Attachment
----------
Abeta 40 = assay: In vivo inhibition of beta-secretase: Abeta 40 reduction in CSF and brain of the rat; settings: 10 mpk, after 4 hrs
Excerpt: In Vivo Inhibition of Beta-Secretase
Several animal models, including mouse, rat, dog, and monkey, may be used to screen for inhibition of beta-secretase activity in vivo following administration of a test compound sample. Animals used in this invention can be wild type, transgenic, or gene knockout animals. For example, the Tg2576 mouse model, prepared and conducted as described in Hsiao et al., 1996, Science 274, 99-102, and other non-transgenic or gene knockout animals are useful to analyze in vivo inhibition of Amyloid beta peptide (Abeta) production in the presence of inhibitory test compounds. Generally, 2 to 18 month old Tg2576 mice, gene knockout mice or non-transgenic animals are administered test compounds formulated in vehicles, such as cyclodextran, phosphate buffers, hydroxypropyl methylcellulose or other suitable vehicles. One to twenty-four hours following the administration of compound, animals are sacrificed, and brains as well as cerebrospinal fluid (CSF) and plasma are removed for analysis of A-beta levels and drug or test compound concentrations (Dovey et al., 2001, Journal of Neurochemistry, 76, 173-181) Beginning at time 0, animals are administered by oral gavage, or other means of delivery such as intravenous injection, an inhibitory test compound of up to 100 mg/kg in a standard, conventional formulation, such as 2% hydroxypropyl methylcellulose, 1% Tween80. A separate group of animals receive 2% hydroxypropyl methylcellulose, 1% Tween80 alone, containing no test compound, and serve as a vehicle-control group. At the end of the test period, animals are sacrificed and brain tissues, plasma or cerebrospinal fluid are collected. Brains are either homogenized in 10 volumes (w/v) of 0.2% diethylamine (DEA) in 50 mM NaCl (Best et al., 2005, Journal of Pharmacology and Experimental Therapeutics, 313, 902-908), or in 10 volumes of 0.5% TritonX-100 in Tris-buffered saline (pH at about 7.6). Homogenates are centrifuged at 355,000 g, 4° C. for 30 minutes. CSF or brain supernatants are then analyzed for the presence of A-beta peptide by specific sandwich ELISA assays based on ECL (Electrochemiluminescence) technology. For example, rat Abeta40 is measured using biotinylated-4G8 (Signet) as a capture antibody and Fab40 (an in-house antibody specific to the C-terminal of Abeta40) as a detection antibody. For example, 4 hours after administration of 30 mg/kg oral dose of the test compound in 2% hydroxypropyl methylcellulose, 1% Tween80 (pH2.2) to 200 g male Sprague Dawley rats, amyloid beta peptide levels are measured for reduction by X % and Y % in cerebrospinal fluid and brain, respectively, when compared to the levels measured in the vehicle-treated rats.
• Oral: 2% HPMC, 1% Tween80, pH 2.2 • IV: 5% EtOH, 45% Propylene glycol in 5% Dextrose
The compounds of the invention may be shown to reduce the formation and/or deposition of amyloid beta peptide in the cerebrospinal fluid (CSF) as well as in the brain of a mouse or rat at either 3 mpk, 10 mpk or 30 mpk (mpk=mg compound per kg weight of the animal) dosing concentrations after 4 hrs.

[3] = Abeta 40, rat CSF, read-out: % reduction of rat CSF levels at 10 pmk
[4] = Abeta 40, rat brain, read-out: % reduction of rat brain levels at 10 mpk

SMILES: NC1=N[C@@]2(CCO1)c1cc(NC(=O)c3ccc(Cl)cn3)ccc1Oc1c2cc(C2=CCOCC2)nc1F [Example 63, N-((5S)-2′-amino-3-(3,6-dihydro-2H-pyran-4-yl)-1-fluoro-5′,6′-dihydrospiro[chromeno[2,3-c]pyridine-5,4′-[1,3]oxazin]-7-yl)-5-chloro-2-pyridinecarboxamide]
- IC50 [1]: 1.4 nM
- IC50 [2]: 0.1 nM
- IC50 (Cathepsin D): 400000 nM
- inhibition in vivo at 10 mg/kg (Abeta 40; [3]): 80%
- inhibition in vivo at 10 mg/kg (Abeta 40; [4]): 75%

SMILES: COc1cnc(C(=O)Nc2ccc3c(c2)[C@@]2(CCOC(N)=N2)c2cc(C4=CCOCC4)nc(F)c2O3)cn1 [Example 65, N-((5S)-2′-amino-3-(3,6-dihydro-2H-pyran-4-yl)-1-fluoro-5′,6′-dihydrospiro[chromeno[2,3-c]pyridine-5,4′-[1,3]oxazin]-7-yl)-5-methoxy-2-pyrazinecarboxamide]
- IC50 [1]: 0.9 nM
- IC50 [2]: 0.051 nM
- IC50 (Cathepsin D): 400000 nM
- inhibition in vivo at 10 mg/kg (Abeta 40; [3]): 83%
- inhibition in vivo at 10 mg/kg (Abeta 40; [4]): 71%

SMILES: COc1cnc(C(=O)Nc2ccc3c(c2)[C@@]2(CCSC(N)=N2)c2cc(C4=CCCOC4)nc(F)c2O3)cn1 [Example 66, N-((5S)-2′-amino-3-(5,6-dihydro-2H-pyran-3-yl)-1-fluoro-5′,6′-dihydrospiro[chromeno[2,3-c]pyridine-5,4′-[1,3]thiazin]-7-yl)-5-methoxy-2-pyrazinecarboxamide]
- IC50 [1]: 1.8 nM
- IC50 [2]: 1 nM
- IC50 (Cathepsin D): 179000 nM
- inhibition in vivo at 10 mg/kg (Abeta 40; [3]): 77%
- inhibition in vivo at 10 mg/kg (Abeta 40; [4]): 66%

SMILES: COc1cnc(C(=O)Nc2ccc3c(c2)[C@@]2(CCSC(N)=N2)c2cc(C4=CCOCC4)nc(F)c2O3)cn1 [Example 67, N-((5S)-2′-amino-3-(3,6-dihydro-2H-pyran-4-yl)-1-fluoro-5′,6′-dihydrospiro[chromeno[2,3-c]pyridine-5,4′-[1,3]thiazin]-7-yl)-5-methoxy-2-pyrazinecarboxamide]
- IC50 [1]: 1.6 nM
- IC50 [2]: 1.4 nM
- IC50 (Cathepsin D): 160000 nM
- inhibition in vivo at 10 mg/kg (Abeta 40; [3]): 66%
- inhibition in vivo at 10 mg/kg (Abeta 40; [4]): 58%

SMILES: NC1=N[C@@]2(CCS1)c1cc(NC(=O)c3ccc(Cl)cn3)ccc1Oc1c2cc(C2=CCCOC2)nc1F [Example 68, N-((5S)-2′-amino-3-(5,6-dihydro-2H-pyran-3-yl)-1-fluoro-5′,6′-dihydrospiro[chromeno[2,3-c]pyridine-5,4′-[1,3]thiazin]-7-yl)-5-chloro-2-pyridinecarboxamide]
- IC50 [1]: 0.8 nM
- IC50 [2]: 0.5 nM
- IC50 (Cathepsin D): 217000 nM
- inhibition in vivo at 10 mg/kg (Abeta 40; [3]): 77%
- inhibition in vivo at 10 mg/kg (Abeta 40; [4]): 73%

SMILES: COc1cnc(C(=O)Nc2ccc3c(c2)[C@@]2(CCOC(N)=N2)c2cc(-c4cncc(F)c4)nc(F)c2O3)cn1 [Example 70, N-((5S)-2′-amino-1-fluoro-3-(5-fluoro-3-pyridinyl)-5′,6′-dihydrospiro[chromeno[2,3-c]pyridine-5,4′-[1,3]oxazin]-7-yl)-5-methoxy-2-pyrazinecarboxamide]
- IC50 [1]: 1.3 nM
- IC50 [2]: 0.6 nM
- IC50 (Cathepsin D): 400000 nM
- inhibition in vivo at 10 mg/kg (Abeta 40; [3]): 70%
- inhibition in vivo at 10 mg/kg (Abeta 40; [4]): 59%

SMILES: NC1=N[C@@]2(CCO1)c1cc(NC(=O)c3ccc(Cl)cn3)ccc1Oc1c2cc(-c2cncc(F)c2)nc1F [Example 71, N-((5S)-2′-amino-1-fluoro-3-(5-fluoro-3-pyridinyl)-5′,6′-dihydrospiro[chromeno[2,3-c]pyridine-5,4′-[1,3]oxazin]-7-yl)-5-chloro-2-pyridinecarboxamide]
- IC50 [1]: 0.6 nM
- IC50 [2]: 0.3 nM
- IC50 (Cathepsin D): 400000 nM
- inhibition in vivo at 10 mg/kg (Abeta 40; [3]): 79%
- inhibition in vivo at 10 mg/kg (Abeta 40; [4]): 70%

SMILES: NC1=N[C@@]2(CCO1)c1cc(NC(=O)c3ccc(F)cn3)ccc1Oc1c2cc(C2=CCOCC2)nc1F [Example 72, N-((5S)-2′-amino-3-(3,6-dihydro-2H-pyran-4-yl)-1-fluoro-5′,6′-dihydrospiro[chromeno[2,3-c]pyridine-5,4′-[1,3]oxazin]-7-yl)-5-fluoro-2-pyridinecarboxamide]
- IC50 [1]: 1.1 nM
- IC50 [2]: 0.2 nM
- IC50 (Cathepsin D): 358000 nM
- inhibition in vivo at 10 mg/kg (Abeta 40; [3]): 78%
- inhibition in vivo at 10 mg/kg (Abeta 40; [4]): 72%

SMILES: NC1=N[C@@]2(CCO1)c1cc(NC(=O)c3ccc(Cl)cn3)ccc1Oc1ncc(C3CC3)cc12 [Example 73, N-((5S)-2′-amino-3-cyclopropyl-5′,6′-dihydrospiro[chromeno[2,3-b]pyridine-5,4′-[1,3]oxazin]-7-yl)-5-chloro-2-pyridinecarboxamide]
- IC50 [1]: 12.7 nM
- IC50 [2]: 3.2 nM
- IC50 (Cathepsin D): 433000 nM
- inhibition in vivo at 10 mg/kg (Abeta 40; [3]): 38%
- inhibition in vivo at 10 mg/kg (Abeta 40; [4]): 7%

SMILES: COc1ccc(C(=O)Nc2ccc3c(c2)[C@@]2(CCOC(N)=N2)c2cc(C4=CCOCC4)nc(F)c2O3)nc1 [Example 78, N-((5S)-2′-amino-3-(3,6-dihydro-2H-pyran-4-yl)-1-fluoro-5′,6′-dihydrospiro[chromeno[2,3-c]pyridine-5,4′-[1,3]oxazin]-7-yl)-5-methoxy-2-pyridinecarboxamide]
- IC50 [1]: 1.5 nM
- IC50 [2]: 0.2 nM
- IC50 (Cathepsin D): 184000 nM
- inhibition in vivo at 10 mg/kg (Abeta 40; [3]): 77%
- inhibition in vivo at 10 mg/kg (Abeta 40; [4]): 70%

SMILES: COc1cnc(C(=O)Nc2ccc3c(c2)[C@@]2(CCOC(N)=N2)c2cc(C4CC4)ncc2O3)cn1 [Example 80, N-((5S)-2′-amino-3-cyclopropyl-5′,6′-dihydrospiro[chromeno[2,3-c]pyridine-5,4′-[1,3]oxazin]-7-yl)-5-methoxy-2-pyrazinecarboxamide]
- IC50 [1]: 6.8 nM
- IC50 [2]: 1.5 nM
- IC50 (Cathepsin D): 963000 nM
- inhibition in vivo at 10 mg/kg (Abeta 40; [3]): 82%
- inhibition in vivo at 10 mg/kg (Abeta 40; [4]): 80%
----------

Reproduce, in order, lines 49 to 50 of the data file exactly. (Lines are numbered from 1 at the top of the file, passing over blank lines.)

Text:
- inhibition in vivo at 10 mg/kg (Abeta 40; [4]): 70%

SMILES: NC1=N[C@@]2(CCO1)c1cc(NC(=O)c3ccc(F)cn3)ccc1Oc1c2cc(C2=CCOCC2)nc1F [Example 72, N-((5S)-2′-amino-3-(3,6-dihydro-2H-pyran-4-yl)-1-fluoro-5′,6′-dihydrospiro[chromeno[2,3-c]pyridine-5,4′-[1,3]oxazin]-7-yl)-5-fluoro-2-pyridinecarboxamide]